Last night, San Francisco Board of Education unanimously passed a resolution, supporting recent curriculum revision proposed by California Department of Education’s Instructional Quality Commission. California Department of Education will consider this revision on May 11 and 12.
During the public comment period of January and February of this year, about 20,000 California residents expressed support for the inclusion of ‘Comfort Women’ history in California textbook via emails and petitions.
Emily Murase, SF BOE commissioner and the Executive Director at the SF Department on the Status of Women who has a deep connection to Prime Minister Abe and the ultra right wing revisionists in Japan, tried to block this resolution once again, as she did in the Department on the Status of Women last year. She argued that the Japanese military sexual slavery issue has been completely resolved by the controversial Japan-Korea Agreement of last December – which was rejected by the victims in unison – and, therefore, the resolution needs to focus on the “other” sexual violence against women such as Africa.
History denialists lined up and made arguments such as “Comfort Women are a group of liars who were actually voluntary prostitutes,” misusing “IWG” report and Sarah Soh’s book.
CWJC (Comfort Women Justice Coalition), a multi-community organization that is working on the SF ‘Comfort Women’ memorial project made counter-arguments.
The unanimous decision will be another positive input for the efforts by the California Department of Education to teach our children about the state-commissioned system of military sexual slavery, an unprecedented crime in its scale and brutality.
We congratulate and appreciate the bold step SF BOE has taken.
Phyllis Kim (김현정 사무국장)
Korean American Forum of California
Picture: Flowers lie at the Glendale memorial to comfort women (Roger Wilson-Glendale News Press)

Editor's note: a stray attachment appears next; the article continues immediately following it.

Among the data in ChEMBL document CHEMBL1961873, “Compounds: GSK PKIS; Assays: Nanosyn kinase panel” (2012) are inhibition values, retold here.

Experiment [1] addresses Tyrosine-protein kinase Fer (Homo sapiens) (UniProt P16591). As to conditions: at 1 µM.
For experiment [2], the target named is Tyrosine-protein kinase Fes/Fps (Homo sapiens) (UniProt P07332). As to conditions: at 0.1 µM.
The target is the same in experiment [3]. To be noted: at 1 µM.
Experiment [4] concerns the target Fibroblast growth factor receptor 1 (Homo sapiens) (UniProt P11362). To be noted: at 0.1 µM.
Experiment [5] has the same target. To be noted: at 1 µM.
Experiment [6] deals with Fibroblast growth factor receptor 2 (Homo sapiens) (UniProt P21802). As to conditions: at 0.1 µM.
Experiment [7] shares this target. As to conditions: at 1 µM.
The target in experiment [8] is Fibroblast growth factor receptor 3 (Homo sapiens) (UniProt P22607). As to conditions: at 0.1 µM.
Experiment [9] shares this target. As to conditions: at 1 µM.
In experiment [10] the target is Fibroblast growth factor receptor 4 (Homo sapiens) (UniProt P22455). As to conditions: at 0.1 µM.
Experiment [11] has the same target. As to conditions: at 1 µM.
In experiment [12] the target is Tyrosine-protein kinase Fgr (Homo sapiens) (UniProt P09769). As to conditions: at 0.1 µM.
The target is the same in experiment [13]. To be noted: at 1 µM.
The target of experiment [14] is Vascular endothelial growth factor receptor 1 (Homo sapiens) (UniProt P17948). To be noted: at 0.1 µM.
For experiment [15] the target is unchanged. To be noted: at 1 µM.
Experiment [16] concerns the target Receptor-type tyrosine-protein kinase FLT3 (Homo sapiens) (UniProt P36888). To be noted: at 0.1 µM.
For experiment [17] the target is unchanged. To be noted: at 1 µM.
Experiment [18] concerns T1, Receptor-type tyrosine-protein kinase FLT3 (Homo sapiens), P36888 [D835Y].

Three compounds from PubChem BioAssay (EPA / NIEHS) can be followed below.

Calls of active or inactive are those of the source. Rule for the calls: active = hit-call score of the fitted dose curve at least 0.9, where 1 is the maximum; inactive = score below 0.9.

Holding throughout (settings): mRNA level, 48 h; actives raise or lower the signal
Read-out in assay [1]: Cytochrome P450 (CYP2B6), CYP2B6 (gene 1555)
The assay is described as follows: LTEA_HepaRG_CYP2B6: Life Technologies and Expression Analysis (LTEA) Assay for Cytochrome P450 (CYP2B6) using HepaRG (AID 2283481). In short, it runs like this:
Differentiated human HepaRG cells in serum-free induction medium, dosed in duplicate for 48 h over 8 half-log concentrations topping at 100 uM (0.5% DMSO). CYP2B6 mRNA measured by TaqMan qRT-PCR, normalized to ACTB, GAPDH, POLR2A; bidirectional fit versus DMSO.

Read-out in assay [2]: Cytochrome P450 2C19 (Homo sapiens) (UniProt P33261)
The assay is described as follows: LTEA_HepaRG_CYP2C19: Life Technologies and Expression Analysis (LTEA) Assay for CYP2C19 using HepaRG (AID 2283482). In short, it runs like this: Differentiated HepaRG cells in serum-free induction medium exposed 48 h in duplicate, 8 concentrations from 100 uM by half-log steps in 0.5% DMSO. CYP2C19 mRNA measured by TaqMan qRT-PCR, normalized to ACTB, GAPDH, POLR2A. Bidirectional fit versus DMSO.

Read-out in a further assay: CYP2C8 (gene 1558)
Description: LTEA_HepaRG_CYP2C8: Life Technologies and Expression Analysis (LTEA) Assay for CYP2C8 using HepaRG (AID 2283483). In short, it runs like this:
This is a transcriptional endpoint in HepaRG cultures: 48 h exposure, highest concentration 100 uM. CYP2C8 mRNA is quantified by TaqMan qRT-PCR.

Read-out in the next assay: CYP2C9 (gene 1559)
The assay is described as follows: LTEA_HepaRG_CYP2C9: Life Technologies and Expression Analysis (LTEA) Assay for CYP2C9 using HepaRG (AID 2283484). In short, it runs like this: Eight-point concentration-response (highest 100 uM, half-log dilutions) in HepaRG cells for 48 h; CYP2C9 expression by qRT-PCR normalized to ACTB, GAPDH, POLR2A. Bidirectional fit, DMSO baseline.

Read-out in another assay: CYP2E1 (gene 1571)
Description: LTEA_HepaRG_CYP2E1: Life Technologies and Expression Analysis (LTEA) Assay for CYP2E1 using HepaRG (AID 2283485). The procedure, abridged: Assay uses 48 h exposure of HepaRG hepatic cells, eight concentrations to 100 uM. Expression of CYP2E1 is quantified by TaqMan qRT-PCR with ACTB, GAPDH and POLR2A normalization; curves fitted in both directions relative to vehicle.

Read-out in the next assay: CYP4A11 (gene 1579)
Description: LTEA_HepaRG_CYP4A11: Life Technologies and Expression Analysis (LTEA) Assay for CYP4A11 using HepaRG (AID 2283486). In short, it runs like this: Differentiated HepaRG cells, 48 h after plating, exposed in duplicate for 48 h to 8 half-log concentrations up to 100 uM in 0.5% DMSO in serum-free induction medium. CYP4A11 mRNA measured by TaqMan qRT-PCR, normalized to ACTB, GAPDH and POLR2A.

Dear Ms. Murase,
If you insist that you didn’t try to “block” the resolution, what were you doing then, when you intervened with EVERY resolution that was proposed in the commission and board you belonged, arguing “Japan already apologized” and “other countries, such as Congo, also enslave women and girls…” and demanding wordy amendment be made to those resolutions to dilute the point that advocated justice for the ‘Comfort Women’ victims?
In doing so, you were trying to downplay the largest government-commissioned sexual enslavement of women in modern history as something mundane and something that “everyone else does”.
If all you wanted to do was to include the “fact” that refers to the Japan – S.Korea agreement in the recent resolution at the SF BOE, how about the “fact” that it has been rejected by ALL victims in different countries and supporters in unison, due to its utter exclusion of the victims and blatant demand of Japanese government to REMOVE the Comfort Women statue in Seoul and SILENCE the victims in international community such as UN?
None of the SEVEN DEMANDS by the victims were reflected in the agreement – they are 1. Full acknowledgement of the military sexual slavery by the Japanese government 2. Thorough and complete investigation 3. Formal apology from the Diet 4. Legal reparations to ALL victims 5. Prosecutions of the criminals 6. Ongoing education in Japan 7. Building memorials and museums to remember.
If you care about women’s human rights, please urge Mr. Abe to squarely face the government responsibility and accept the 7 demands by the victims based on international standard. Germans did this and make sure their children learn about the past wrongdoing of their country so that they don’t make the same mistake again. Japan should do the same.
This is a mischaracterization of my position. I did not try to “block” this resolution. I wanted to include a reference to the fact that Korea and Japan had reached an agreement on the issue last December. I never mentioned Africa at the meeting. I support the inclusion of the history of comfort women in curriculum and voted in favor of the resolution. Please do not spread inaccuracies.